Question: Have there been any clinical studies on the effects of laser hair removal on the skin’s ability to produce vitamin D? Laser hair removal affecting skin cells and their dynamics is a sure bet! But the skin cells in focus while you are getting a hair removal laser treatment are only the cells that make up hair follicle.
Let’s begin with a few boring facts about lasers in general and laser hair removal in particular. They are needed to answer your question in a way that covers all the possibilities.
1) If you are aware of lasers then you might know that they are used medically for a myriad of purposes. Therapies that use lasers include but are not limited to eye surgery, abdominal surgery, skin rejuvenation, plastic surgeries, arthritis and so on.
These varied applications of laser are made possible by different types of lasers used and by altering the laser parameters (wavelength, pulse duration, fluence, spot size etc…) by which the pulsed beams are delivered.
2) The most amazing and paradoxical fact for you to know perhaps is that while lasers are used for hair removal at the same time (and on the contrary) they are also used for hair growth in case of hair loss! The same paradox continues all through the wide range of medical applications of lasers…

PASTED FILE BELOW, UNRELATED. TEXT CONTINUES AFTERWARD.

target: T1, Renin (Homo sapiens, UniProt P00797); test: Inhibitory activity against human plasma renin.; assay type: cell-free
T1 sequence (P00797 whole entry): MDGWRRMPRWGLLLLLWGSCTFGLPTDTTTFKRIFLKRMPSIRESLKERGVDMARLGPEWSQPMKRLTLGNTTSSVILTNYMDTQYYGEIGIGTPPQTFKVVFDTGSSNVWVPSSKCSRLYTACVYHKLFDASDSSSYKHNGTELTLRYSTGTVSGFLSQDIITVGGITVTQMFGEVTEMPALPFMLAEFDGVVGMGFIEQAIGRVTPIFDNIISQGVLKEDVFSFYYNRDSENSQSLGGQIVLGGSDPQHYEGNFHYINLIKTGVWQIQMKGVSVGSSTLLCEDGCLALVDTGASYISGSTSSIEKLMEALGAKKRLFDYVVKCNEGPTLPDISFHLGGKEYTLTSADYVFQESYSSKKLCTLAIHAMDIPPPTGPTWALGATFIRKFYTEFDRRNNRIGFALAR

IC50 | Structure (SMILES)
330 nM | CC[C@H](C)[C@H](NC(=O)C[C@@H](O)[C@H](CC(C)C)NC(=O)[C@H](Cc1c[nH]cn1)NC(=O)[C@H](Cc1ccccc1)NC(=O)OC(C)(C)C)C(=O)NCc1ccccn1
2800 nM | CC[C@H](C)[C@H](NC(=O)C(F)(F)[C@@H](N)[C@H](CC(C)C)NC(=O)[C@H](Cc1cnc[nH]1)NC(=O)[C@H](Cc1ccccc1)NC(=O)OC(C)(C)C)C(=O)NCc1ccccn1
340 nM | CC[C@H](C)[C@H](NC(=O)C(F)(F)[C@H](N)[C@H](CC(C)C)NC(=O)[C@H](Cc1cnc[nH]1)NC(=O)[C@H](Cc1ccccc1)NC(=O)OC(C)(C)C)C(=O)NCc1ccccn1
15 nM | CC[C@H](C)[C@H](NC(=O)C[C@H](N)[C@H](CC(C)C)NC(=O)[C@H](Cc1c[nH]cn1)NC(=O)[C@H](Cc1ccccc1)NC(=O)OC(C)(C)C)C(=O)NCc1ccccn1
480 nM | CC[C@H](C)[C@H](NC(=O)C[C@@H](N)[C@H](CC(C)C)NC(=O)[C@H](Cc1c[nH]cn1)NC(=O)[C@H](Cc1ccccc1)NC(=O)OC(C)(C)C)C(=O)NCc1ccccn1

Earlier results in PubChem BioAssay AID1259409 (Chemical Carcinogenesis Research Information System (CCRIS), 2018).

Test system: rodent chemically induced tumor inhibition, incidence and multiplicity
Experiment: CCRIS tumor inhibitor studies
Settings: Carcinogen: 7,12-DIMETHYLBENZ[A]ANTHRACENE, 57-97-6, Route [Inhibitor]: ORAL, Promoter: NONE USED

3) Another fact I guess which is relevant to our discussion is that lasers are simply LIGHT! But a highly focused light which does not get dispersed and reaches precisely to the intended target i.e. tissue or cell. This is the reason they are used to manipulate HUMAN tissues.
4) Human body synthesizes Vitamin D, via biochemical (enzymatic) reactions when exposed to sunlight. I guess you and many visitors reading this know that… that’s why you have posted D question!
No worries… please be patient, we are getting close to discover the Vitamins we get from lasers. 😉
Now if lasers offer such precision then it is unlikely (if not impossible) to produce results they are not aiming for! However being light it is likely that lasers affect the skin synthesis of VITAMIN D. ;-0
But it mandates the precision needed for such a ‘bonus phenomenon’ to occur which perhaps is not offered in case of laser hair removal. Laser beams may simply say, ‘Come on we are here to remove hair and not to cook VITAMIN D.’
Regarding clinical studies or research over this topic, you bet there are a lot of ‘health and fitness savvy’ scientists who are working over it!
But as far as my knowledge is concerned, I did not hear or read about published results of any such research. (Except on mushrooms… now perhaps, I am not one!)
No, I am not kidding, researchers did find increased vitamin D levels in mushrooms exposed to pulsed ultraviolet light.
It is a possibility that lasers; if not laser hair removal may influence vitamin D synthesis positively. But there is no published result of any such clinical study, at least in my knowledge. So, for a while let’s keep lasers for hair removal, go to beach, get some natural sunlight and in turn get loads of FREE and natural vitamin.
Hope this helps!